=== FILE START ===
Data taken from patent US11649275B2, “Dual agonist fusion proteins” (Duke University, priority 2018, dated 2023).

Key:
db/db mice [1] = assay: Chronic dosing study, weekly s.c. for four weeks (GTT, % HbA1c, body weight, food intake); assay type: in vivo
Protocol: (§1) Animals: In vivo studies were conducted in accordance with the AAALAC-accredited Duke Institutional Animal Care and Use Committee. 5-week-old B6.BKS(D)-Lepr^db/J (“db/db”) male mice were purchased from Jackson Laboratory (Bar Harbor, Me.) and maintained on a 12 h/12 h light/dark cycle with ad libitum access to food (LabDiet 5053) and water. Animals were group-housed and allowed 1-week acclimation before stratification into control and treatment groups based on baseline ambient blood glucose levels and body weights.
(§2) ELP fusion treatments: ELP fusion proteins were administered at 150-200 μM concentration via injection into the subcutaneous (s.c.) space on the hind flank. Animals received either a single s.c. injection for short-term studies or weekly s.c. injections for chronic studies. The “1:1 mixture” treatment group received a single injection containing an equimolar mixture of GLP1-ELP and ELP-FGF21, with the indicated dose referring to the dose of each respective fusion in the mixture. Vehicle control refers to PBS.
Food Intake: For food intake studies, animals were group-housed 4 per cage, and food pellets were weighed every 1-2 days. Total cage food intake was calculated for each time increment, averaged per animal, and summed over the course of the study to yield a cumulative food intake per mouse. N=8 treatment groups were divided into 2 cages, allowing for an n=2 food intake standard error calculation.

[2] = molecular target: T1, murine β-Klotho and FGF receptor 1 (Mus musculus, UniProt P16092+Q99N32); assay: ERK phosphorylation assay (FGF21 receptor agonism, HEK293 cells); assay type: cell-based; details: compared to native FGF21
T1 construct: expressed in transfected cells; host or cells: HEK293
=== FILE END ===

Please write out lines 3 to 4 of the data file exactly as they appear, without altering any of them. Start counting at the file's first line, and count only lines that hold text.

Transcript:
db/db mice [1] = assay: Chronic dosing study, weekly s.c. for four weeks (GTT, % HbA1c, body weight, food intake); assay type: in vivo
Protocol: (§1) Animals: In vivo studies were conducted in accordance with the AAALAC-accredited Duke Institutional Animal Care and Use Committee. 5-week-old B6.BKS(D)-Lepr^db/J (“db/db”) male mice were purchased from Jackson Laboratory (Bar Harbor, Me.) and maintained on a 12 h/12 h light/dark cycle with ad libitum access to food (LabDiet 5053) and water. Animals were group-housed and allowed 1-week acclimation before stratification into control and treatment groups based on baseline ambient blood glucose levels and body weights.